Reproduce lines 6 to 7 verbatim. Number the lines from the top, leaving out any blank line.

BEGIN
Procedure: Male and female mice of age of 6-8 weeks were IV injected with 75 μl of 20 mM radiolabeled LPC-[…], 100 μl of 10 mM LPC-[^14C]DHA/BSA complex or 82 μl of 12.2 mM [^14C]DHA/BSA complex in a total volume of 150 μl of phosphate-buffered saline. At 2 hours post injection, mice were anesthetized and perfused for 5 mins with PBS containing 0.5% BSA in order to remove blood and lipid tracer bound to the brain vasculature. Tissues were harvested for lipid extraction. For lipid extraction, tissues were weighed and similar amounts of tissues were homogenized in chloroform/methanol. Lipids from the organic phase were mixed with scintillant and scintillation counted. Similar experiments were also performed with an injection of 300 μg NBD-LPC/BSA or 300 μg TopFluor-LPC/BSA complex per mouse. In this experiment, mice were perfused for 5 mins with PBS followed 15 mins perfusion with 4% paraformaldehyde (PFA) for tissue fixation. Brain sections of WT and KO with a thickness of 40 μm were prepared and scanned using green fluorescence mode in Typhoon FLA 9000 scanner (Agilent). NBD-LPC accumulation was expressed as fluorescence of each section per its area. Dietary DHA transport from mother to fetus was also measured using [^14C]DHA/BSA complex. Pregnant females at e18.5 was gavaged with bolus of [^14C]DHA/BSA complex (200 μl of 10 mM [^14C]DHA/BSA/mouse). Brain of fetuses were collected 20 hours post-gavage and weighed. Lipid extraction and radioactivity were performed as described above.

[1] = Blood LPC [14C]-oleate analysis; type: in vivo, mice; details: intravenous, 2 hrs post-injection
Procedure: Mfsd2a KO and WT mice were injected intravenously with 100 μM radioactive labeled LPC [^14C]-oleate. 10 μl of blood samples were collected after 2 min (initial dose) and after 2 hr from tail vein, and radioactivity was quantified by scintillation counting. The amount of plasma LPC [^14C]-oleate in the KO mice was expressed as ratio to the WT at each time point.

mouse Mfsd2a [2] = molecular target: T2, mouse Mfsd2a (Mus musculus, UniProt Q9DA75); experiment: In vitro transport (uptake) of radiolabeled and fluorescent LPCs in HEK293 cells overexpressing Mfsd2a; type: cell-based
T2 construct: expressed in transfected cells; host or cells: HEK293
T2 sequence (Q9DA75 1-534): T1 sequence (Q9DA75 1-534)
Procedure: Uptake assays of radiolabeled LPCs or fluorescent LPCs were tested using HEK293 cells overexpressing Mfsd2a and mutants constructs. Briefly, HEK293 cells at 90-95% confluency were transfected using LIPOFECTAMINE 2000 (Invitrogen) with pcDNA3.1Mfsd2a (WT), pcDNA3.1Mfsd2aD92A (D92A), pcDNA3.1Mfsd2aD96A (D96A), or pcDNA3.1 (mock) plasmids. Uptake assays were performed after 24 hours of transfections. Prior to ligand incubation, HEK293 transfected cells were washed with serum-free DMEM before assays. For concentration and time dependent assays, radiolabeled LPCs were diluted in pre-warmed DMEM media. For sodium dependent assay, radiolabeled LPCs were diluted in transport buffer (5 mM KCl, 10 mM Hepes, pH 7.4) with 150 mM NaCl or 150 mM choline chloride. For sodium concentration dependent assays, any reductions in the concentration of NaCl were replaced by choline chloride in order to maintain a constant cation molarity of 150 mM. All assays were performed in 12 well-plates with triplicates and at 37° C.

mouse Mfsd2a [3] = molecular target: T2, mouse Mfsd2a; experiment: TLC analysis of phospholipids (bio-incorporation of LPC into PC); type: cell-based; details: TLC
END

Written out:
T2 sequence (Q9DA75 1-534): T1 sequence (Q9DA75 1-534)
Procedure: Uptake assays of radiolabeled LPCs or fluorescent LPCs were tested using HEK293 cells overexpressing Mfsd2a and mutants constructs. Briefly, HEK293 cells at 90-95% confluency were transfected using LIPOFECTAMINE 2000 (Invitrogen) with pcDNA3.1Mfsd2a (WT), pcDNA3.1Mfsd2aD92A (D92A), pcDNA3.1Mfsd2aD96A (D96A), or pcDNA3.1 (mock) plasmids. Uptake assays were performed after 24 hours of transfections. Prior to ligand incubation, HEK293 transfected cells were washed with serum-free DMEM before assays. For concentration and time dependent assays, radiolabeled LPCs were diluted in pre-warmed DMEM media. For sodium dependent assay, radiolabeled LPCs were diluted in transport buffer (5 mM KCl, 10 mM Hepes, pH 7.4) with 150 mM NaCl or 150 mM choline chloride. For sodium concentration dependent assays, any reductions in the concentration of NaCl were replaced by choline chloride in order to maintain a constant cation molarity of 150 mM. All assays were performed in 12 well-plates with triplicates and at 37° C.